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Night Has a Thousand Eyes by Cornell Woolrich

On the cover of my Dell paperback edition of Night Has a Thousand Eyes (with a cover price of 25 cents), the author is listed as William Irish, with an asterisk next to the name. At the bottom of the cover, next to the footnote asterisk, is another name: George Hopley. This should not fool any prospective readers, though. Both names were pseudonyms of Cornell Woolrich, the author whom Isaac Asimov called "THE Master of Suspense"; whom his biographer, Francis Nevins, Jr., called "the Edgar Allan Poe of the 20th century" (hey, wait a minute ... I thought that H.P. Lovecraft was considered the Edgar... Read More

Stranger Things 2: The world is turning upside down

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Stranger Things 2 created by the Duffer Brothers

After its unexpected success last year, Stranger Things became an instant classic and fans have been clamouring for the release of the second series ever since. With its perfect combination of nostalgia, comedy and suspense, the show's creators, the Duffer Brothers, gave themselves a hell of a first series to follow up. So, did they manage to live up to the hype?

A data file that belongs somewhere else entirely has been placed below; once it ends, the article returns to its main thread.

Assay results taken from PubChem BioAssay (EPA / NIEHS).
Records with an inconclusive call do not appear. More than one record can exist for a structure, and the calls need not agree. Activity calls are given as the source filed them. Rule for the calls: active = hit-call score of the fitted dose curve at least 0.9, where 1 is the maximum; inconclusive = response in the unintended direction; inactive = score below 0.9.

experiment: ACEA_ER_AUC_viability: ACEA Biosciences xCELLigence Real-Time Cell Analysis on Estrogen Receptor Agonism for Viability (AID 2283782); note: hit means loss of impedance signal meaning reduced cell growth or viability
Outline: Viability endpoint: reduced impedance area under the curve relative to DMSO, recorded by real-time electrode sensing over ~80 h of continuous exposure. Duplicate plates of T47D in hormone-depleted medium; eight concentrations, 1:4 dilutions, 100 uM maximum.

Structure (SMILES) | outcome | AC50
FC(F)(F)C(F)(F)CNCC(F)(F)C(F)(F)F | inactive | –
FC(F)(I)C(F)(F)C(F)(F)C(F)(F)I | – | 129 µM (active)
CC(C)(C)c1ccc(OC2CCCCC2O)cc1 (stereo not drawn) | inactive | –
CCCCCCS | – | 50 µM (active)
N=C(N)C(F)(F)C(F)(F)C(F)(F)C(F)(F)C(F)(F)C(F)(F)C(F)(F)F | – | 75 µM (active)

Sequels always present a conundrum: you want to give the fans more of what they want (and know), whilst simultaneously trying to create something new. Stranger Things 2 boldly begins with the unknown: our opening scenes start with a group of grungy misfits (eyeliner and mohawks galore) mid-robbery, that winds up in a police chase. It seems a far cry from the unnatural goings on at Hawkins, until one of the gro... Read More

The Devil in a Forest: “Yonder peasant, who is he? Where and what his dwelling?”

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The Devil in a Forest by Gene Wolfe

Gene Wolfe is different from most of us — at least, he’s certainly not like me. When I hear the song “Good King Wenceslas” I may wonder idly when the Feast of Stephen is (it’s December 26th, as I finally learned two years ago), if he was a real person (he was, although he was actually a duke) and, perhaps, if he was as good as all that (I have no idea). Gene Wolfe heard “Good King Wenceslas” and decided to write this book.